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Hawkins v. District of Columbia

United States District Court, District of Columbia

February 11, 2013

William HAWKINS, et al., Plaintiffs,
DISTRICT OF COLUMBIA, et al., Defendants.

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Anthony Michael Conti, Daniel J. McCartin, Conti Fenn & Lawrence LLC, Baltimore, MD, for Plaintiffs.

Juliane T. Demarco, Office of the Attorney General, District of Columbia, Washington, DC, for Defendants.


JAMES E. BOASBERG, District Judge.

After he criticized a new crime-prevention strategy in the Washington Post, the D.C. Metropolitan Police Department disciplined Detective William Hawkins for talking to the media without authorization. Hawkins and his union, the Fraternal Order of Police, sued. In the wake of a previous motion to dismiss, all that remains of the suit is Plaintiffs' claim against the District of Columbia under 42 U.S.C. § 1983, asserting that Hawkins's discipline and MPD's media policy violate the First Amendment. The parties have now cross-moved for summary judgment, and each wins a round. Concluding that Hawkins's discipline violated the First Amendment, but that the media policy passes constitutional muster, the Court will grant both Motions in part and deny both in part.

I. Background

A. Factual Background

Although the Court laid out the Complaint's allegations in a previous Opinion, see Hawkins v. Boone (Hawkins I ), 786 F.Supp.2d 328 (D.D.C.2011), the analysis here begins anew, as summary judgment requires evidence, not just allegations. Yet, in looking at the evidence, the Court finds that the material facts at issue are essentially undisputed.

1. General Order

The Metropolitan Police Department regulates its members' ( i.e., employees') disclosures of information to the media through General Order 204.01. See Gov't Mot., Exh. F (MPD, Gen. Order 204.01, Media (Apr. 13, 2001)). The General Order strikes a balance between the public's right to certain information about police activity and MPD's needs for accuracy in public communications and for, in some instances, secrecy about police work. See id. at pt. I. The Order's key regulations decree who may release information, what categories of information they may release, and under what circumstances. See id. at pt. VI.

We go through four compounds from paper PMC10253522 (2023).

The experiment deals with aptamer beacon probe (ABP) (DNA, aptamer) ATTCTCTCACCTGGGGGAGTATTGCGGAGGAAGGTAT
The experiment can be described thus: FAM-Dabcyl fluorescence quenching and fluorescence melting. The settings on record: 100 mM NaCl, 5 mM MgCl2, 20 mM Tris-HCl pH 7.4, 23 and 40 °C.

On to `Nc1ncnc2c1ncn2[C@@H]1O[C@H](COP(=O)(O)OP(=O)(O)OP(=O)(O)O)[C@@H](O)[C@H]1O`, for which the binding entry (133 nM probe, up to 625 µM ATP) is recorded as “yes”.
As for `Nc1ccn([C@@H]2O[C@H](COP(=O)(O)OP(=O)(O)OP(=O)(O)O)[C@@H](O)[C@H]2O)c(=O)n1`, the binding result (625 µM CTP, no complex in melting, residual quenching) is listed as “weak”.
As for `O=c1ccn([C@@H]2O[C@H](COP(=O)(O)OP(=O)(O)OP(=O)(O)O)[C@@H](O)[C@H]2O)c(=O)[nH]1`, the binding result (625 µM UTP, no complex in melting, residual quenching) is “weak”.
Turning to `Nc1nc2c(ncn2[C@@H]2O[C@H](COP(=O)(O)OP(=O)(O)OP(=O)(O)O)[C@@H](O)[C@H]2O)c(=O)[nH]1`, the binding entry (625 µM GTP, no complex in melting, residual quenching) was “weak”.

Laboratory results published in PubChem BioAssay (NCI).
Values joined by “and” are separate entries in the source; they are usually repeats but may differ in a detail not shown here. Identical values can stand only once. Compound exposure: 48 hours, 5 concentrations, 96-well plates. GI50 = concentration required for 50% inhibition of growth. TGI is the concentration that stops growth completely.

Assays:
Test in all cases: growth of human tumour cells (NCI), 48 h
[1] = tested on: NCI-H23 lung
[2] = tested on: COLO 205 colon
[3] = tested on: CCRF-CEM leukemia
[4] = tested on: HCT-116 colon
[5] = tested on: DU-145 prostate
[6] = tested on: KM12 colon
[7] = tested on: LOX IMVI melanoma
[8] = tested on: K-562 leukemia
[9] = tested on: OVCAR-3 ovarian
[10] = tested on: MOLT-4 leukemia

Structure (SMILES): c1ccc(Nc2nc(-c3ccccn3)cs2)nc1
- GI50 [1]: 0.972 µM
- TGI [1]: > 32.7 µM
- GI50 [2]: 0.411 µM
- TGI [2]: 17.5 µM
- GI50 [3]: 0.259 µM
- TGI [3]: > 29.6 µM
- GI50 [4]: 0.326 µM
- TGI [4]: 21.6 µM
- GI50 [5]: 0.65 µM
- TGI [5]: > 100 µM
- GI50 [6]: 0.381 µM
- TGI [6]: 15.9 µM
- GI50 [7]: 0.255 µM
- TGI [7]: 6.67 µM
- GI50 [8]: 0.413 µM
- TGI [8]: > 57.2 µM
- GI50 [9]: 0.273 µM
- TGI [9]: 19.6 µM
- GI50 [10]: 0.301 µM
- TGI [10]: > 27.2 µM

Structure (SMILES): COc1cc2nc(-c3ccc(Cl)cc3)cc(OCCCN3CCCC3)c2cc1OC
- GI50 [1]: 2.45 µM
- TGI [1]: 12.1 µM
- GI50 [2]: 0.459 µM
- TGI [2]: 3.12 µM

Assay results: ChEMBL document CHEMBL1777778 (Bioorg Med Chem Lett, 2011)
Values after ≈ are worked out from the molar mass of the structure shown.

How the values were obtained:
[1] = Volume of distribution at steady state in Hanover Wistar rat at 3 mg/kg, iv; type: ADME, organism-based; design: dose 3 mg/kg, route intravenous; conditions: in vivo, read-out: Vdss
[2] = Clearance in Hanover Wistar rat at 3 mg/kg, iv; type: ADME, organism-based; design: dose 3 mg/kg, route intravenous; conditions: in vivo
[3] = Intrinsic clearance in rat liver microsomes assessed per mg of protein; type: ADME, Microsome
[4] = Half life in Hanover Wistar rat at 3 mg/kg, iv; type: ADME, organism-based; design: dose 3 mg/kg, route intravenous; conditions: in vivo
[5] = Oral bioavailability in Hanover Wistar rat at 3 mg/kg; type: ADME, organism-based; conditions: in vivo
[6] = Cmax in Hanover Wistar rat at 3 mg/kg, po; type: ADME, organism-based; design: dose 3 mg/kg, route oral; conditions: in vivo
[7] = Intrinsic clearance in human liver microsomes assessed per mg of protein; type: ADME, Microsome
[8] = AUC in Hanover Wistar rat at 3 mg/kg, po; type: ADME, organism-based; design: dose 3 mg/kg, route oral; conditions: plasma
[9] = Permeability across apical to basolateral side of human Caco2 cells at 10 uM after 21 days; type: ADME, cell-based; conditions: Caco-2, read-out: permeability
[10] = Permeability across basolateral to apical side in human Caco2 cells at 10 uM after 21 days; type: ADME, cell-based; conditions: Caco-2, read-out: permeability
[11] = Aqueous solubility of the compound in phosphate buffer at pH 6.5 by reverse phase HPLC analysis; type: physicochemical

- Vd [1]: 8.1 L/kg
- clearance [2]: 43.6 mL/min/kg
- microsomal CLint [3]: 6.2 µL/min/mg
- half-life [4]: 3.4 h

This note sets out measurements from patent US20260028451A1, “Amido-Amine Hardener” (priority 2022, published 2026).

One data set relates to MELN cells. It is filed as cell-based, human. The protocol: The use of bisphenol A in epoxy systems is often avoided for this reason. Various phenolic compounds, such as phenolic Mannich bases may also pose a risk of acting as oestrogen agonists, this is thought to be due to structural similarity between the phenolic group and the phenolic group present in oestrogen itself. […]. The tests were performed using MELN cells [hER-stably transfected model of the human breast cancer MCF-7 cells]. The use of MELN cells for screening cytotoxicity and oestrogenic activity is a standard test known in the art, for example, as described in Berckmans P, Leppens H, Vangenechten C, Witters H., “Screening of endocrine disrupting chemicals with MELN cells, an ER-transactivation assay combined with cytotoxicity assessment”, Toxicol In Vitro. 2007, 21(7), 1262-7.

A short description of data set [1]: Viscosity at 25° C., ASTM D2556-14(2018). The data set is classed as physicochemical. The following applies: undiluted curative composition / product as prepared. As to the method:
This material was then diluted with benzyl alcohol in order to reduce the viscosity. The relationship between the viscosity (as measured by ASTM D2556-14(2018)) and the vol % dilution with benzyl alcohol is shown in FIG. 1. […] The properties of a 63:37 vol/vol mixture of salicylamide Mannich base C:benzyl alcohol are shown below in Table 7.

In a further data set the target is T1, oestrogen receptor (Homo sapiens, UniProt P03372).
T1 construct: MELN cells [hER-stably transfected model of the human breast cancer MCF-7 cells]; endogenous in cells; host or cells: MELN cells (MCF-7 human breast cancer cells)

Three of those regulations are particularly relevant here. The first two are the regulations that Detective Hawkins was found to have violated:

1. Members may provide the basic facts, unless otherwise restricted by this General Order, concerning an event or incident of which they have sufficient knowledge, in conjunction with a Unit Official's approval, the rank of lieutenant or above.
2. Only the Chief of Police, Command staff and members designated by them may release information pertaining to Department policies, procedures, rules, personnel issues and direction.

Id. at pt. VI.A (citation omitted). The third is the rule for how members may express a personal view:

If a member is participating in an interview to express personal views, the member shall:
a. appear or participate only during non-duty status, unless otherwise directed;
b. ensure that the interview will not be conducted at a police facility

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without [Public Information Office] authorization;
c. preface any comments with a clear statement that he or she is expressing a personal viewpoint and not that of the Department;
d. be prohibited from appearing in uniform or wearing any Department insignia or item which would indicate he or she is the Department's spokesperson; and,
e. not endorse any products or services.

Id. at pt. VI.F.2.

2. Discipline of Hawkins

William Hawkins has worked for MPD since 1990, and he has been a detective since 1998. See Gov't Mot., Exh. A (Dep. of William Hawkins) at 9:4-22. As a detective, Hawkins primarily investigates burglaries and thefts. See id. at 10:6-13. He has been a member of the Fraternal Order of Police (" the Union" ) since 1990 but had minimal involvement with the organization before the events at issue in this case. See id. at 14:10-16:5.

In June 2009, Hawkins was assigned to a burglary at Janice Delaney's Capitol Hill home. See id. at 16:6-9. Delaney e-mailed Hawkins with a partial list of stolen items on Monday, June 22, saying that she was " very anxious to get this investigation underway." Pls. Mot., Exh. 1 (Email from Delaney to Hawkins (June 22, 2009)). On Tuesday, June 23, Hawkins responded as follows:

Unfortunately I will not get to work on your case for quite a while. I'm day off this week Wednesday and Thursday. Friday, Saturday, and Sunday I'm being sent to the second district[ ](upper Georgetown) for All Hands On Deck this weekend. I'm day off next Monday the 29th. Tuesday, Wednesday, Thursday in mandatory training class at the police academy. Day off next Friday the 3rd. The 4th Holiday somewhere downtown area not even close to the fireworks. The week after that is another AHOD with Wednesday [the 8th] and Thursday [the 9th] as days off.